FIG. 6 is a graphic representation of the conductivity σ(Ω-1 -cm-1) of amorphous germanium deposited at 293° K. upon a silicon dioxide layer. This material's varying conductivities during fabrication are shown at various annealing temperatures; curve A, annealed at 293° K., curve B annealed at 373° K., curve C annealed at 473° K. and curve D annealed at 573° K.
In accordance with the present invention a semiconductor material layer is deposited on the surface of a protected semiconductor device. This semiconductor material layer is selectively patterned from to provide open and shielded areas. Light may enter the semiconductor device only through the openings in the light shield layer. Regions where the light shield layers have not been removed will remain shielded from incident light. The incident light will be absorbed by the light shield over a spectral region to which the device is sensing.
This solid state imaging device thus comprises a silicon chip 10 incorporating photodetectors 11 and photosensitive signal processing circuits 13. A layer of silicon dioxide 12 absent "via" windows 15 is applied to the silicon chip substrate. The coating of amorphous semiconductor material having a band gap narrower than the band gap of the silicon chip is then deposited at room temperature upon the silicon dioxide insulating layer. The light shield high resistance material disposed upon the surface of the substrate is selected from, but not exclusive to, the following group of semiconductors; germanium (Ge, band gap 0.66 eV), gallium antimonide (GaSb, band gap 0.72 eV), indium antimonide (InSb, band gap 0.17 eV), indium arsenide (InAs, band gap 0.36 eV), lead sulfide (PbS, band gap 0.41 eV) and lead telluride (PbTe, band gap 0.31 eV). This semiconductor device as described in FIGS. 1 and 2 would thus have a light sensitive high resistance material disposed upon it so selected, that the characteristic absorption coefficient as described in FIG. 5 is sufficiently large to facilitate its use in a layer not exceeding about 6 microns, as explained hereinafter.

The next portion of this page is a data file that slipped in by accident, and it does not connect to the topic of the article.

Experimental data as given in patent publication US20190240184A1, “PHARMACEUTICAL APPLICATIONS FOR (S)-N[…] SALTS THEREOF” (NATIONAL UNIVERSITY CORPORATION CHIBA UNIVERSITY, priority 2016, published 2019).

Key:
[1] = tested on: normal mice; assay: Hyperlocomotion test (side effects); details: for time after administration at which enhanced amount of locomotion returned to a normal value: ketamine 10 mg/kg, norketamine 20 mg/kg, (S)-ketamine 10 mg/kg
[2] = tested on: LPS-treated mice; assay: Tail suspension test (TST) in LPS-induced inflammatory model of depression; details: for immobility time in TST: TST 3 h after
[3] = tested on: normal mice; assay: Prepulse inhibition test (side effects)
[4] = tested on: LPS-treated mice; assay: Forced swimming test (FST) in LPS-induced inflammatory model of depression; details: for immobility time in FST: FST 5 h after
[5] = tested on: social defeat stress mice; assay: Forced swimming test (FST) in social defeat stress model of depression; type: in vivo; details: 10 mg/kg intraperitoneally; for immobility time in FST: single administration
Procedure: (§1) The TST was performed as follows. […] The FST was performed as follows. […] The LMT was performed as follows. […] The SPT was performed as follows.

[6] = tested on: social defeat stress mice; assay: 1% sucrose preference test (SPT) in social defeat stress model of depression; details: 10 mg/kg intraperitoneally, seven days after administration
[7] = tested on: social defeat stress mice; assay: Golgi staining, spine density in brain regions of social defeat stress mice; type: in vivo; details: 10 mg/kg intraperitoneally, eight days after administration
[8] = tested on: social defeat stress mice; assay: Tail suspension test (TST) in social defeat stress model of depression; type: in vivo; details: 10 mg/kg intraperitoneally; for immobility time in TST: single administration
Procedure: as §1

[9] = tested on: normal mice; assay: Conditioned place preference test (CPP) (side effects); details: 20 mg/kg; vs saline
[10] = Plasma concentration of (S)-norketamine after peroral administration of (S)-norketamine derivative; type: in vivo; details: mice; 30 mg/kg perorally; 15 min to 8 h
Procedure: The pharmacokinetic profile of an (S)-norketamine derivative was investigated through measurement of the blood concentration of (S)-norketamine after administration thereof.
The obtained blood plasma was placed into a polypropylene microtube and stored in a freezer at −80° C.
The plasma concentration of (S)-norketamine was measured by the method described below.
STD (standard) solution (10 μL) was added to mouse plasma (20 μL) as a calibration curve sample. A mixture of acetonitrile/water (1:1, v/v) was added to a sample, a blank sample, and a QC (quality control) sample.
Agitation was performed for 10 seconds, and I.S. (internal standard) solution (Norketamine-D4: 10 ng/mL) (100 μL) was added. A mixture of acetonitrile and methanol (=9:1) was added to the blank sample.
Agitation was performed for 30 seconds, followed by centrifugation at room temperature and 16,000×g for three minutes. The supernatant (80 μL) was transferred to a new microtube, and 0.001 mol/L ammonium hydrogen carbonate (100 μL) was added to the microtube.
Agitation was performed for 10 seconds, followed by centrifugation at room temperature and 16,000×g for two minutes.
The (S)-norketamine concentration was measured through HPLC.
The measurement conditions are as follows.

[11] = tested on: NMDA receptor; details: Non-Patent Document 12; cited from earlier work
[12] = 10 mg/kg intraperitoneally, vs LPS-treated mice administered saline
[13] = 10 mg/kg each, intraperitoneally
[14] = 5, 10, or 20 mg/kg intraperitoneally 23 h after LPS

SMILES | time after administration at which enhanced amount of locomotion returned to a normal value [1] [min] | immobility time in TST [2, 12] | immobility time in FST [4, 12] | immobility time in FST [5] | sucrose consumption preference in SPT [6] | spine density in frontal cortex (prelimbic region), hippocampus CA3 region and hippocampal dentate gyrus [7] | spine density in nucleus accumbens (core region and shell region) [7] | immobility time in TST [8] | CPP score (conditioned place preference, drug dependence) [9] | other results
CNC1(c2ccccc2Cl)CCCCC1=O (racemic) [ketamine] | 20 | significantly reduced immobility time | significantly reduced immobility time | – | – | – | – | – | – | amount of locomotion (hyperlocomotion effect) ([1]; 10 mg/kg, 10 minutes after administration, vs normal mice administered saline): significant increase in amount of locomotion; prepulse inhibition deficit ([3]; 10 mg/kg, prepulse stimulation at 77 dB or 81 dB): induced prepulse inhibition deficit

A third coating, consisting of silicon dioxide 12', is finally deposited upon the light shield layer 14. This third layer is deposited at a temperature within the range of 293° to 473° K., see FIG. 6. An oxide chemical etch is used to open silicon dioxide deposition windows 15 in this third (top) silicon dioxide layer. The deposition windows 15 are then used as a self-alignment mask. The oxide chemical etches are used in fabricating the present visible sensor devices now utilizing metallic light shields.
A second similar chemical etch applied to the now-exposed light shield material opens window areas. Detector and bonding pad regions would be exposed while the processing circuitry region is shielded by the undoped amorphous semiconductor material. Access to the metal bonding pads would be achieved by yet a third chemical etch applied to the first deposited silicon dioxide layer. All etching techniques are conventional.